Yesterday was mediation day. As part of an action against Sloven about LB’s right to life being breached under the Human Rights Act*. The date was agreed a while back and papers were to be submitted to the mediator seven days before. Sloven submitted nothing. We got more tense the closer it got and by Tuesday night, Rich and I were pretty much in pieces, firing off random, belligerent emails to our (wonderfully calm) solicitor and pacing round the house. Necking wine.
I can barely remember the journey to London first thing in the morning. My rage at what happened to LB, what we’d been put through by Sloven and dread of the day ahead consumed me. Rich listened to music.
The meeting was held in Doughty Street Chambers and there were three rooms. One for us and our legal team, one for the mediator and one for Sloven and their group (of several people). For the rest of the day, we sat in a big, very warm meeting room with a view, tea, coffee, water and wifi. The mediator came in and out. Our legal team went out and came back in. The sun went in and we waited.
At 2.30pm, the Sloven debate started at Westminster Hall. We watched parts of it in between discussions. I half watched the rest of it with the sound off. Following the tweets and texts from a mate. Sloven were getting a deservedly intense and critical panning. On the floor below and over to the left of us, their Chief Operating Officer, another staff member, their solicitors, a partner from their solicitors firm, a barrister, and a NHS Litigation Authority bod sat.
Mid afternoon there was an enormous downpour. A get people off the streets type downpour. No umbrella could withstand the ferocity and that amount of rain. The atmosphere in the room pretty tense as deliberating and discussion continued. Andrew Smith, MP, was clearly articulating the depth of Sloven failings on the muted screen.
Eventually, agreement was reached. Seven hours after arriving we left the chambers and went for a drink in the pub across the road. In sunshine. It was hard to make any sense of what was agreed. A good outcome apparently. I just felt deeply sad and a bit odd.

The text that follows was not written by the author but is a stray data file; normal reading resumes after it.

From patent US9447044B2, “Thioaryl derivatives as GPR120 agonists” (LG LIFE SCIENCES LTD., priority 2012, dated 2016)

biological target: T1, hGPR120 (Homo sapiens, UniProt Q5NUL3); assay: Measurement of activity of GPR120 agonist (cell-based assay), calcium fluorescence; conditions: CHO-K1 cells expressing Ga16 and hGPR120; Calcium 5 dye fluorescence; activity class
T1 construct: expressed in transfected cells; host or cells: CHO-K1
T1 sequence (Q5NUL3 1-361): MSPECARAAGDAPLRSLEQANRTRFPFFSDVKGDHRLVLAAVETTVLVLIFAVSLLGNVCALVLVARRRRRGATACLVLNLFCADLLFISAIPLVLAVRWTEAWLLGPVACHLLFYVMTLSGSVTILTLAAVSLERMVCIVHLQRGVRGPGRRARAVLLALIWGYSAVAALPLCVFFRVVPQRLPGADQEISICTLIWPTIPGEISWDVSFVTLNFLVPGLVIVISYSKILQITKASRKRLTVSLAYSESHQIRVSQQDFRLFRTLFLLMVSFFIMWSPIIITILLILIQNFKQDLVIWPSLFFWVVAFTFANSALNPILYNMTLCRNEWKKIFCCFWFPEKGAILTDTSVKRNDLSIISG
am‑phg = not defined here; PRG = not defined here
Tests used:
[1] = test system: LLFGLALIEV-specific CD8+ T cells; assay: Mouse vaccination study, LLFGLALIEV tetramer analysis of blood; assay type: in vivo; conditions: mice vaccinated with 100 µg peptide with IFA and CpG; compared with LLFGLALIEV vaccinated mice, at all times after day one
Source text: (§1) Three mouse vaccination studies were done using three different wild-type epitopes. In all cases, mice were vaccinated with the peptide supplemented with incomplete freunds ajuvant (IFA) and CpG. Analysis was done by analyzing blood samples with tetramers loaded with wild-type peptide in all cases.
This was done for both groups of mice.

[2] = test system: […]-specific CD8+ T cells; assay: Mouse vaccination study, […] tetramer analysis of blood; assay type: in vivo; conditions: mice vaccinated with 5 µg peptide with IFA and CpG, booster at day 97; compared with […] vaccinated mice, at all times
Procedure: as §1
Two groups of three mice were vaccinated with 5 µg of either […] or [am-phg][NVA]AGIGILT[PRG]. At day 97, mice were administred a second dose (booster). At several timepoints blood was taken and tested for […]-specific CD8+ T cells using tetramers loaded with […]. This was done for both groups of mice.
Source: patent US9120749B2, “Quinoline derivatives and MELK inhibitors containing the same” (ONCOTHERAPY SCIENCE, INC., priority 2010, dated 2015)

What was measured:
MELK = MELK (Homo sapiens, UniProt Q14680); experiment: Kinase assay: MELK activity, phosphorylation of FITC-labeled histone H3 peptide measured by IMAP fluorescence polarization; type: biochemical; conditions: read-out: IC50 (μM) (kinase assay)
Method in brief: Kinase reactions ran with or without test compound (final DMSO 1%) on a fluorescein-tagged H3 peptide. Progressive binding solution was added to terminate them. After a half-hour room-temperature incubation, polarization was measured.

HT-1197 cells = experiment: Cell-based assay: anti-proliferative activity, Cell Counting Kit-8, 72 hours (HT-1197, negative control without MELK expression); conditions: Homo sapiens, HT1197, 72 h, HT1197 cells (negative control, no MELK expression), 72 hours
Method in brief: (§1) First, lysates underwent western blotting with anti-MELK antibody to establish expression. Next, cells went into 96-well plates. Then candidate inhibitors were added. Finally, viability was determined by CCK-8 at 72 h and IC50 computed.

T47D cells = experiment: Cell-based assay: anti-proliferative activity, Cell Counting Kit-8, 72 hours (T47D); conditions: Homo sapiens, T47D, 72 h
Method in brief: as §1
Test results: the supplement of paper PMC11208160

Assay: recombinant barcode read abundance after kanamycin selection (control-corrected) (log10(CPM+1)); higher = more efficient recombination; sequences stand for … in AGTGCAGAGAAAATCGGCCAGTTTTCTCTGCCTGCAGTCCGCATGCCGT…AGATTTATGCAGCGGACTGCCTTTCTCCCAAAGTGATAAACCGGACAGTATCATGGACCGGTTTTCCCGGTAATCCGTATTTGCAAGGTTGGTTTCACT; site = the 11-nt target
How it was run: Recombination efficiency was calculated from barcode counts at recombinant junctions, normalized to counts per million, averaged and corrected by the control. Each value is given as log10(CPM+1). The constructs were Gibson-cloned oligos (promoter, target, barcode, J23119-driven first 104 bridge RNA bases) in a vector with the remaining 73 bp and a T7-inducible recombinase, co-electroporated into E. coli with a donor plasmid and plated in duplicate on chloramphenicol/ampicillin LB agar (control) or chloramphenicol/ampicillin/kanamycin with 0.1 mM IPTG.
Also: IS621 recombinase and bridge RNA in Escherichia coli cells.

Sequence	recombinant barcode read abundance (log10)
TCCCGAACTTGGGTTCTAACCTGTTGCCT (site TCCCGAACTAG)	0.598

There are two parts to the settlement.
- A statement (with an easy read version to follow) that will be published on Sloven’s website for four weeks.
- A sum of money (included in the statement).
I’ve woken up feeling as sad and odd as I felt yesterday (with a layer of new exhaustion). The statement is very clear and, given everything that’s happened [he died...] is a form of ‘vindication’, if that’s the right word, without meaningless apology. The money? It was never about money. We’ll talk about that when the kids are all here together in July.
One of our lovely nieces, Clare, messaged earlier asking ‘What does it mean for the campaign?’
Nothing really. This human rights part was never part of the Connor Manifesto so it’s business as usual. Just one horrible, ‘gruesome’ as someone put it yesterday, process done. None of this should have happened.
*We had to make sure the judge could not look back, if the ‘case’ reached court, and say we had turned down any reasonable ‘offer’. If s/he thought we had, we ran the risk of having to pay Sloven’s costs and (I think) being fined.